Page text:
We are happy to introduce you to …
Mr. Stefaan Van Hooydonk
Transformational Corporate Learning in the 21st century: Case Philips (keynote on Tuesday November 25)
Stefaan van Hooydonk is the Dean of Philips Lighting University and CLO of Philips Lighting. The Philips Lighting University was created September 2010 as an answer to drive Philips Lighting towards a 21st century learning organization for internal employees as well as its entire ecosystem of partners and end-users. To achieve this, Stefaan has been blending formal and informal learning, has been deployed an output driven learning strategy and has been widely adopting digital learning methodologies in support of a ‘speed to knowledge’ learning strategy. Next to his role at Philips lighting, Stefaan has recently also taken on all sales and marketing learning responsibility for the entire Philips group.
Stefaan has been the driving force in the setting up and running of innovative corporate universities for Nokia, Agfa Healthcare and now Philips. Prior to his move to corporate universities, he set up the executive education arm of China Europe International Business School in Shanghai. After initial degrees in Asian knowledge and Economics, Stefaan started his career in investment consulting. Having worked and lived in France, Hong Kong, China and Finland, he lives now in Belgium. Stefaan speaks regularly at international events on topics such as learning innovation, customer learning, the role of the CLO in the 21st century and learning strategy.
The proliferation of technology over the last 20 years has opened tremendous opportunities for different approaches to learning. While formal classroom training was mainstream until recently, it has become just one of the many learning methods we have at our disposal. Stefaan will guide us through a number of cases how different learning paradigms can lead to different approaches. To name a few:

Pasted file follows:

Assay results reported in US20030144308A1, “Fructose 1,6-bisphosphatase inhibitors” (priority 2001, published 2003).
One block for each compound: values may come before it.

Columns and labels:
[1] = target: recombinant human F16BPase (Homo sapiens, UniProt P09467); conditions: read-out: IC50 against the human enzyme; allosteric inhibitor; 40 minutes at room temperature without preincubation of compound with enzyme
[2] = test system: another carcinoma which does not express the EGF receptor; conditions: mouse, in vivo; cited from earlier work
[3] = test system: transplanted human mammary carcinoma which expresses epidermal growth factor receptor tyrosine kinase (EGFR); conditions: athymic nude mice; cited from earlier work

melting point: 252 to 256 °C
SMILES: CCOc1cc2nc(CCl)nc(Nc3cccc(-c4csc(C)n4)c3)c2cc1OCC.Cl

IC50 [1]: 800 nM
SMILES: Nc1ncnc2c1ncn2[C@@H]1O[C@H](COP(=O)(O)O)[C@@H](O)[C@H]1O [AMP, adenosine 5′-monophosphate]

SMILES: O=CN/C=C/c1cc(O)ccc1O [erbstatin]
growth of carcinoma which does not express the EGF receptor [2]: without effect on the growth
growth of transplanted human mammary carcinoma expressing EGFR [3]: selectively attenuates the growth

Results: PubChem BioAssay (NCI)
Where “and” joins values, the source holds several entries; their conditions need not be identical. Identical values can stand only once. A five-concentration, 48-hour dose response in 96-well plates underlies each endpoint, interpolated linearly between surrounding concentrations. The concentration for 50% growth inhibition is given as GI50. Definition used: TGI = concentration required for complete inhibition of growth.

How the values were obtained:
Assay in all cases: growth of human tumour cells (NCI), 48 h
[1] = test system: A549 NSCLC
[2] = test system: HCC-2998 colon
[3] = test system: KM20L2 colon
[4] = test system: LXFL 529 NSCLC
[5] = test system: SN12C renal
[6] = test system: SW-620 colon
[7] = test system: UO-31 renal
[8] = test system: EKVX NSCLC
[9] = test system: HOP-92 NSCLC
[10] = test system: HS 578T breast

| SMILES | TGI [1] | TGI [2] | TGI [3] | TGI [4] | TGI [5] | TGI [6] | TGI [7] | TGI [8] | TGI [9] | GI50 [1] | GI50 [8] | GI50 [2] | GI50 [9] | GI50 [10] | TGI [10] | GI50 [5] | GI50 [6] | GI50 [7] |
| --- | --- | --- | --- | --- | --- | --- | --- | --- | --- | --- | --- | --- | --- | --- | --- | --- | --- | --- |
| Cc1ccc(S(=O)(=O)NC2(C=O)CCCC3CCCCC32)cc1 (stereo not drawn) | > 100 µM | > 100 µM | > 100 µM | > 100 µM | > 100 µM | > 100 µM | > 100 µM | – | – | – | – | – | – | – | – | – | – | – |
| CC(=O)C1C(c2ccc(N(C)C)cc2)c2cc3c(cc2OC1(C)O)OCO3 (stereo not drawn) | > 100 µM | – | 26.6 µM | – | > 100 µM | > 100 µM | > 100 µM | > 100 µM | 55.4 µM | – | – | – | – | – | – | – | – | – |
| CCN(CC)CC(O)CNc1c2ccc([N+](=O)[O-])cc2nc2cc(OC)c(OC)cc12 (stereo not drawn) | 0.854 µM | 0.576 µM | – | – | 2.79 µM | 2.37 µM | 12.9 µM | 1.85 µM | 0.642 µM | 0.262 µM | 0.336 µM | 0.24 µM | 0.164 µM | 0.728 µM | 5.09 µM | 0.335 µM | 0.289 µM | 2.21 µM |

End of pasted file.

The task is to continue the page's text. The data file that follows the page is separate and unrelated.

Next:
- Learning outcomes is more important than input i.e. what people can prove in terms of skills or knowledge is more important than the learning journey itself. The role of the learning group / corporate university is to ‘set the bar’ by which people can prove that they have the knowledge / skills to pass. How people prepare themselves should be left to the individual learners with virtually no guidance from the center
- Informal learning i.e. what people learn in collaboration with other or what they learn on the job constitutes about 90% of what they need to perform in a professional setting. The remaining 10% is formal learning such as classroom training, e-learning etc. The challenge / trick for any company is how to structure informal learning to the benefit of the organization. Informal learning can take the shape of Knowledge management initiatives; communities of practice; master – apprenticeship programs; video blogging etc
- Transformational learning: all learning which is not helping an organization with it strategic objectives is tactical in nature. The focus of any corporate learning group should be to shift its focus from tactical learning to strategic / transformational learning.
- Tapping in to digital opportunities: the world of mobile, social media, gaming, blogging, wikis, have clear implications for instructional design and learning methodology and can be easily be used to the benefit of organizational learning
Prof. dr. Stephen Billett, Griffith University, Australia
Exploiting the potential of workplaces as learning environments for initial and ongoing occupational development (keynote on Wednesday November 26)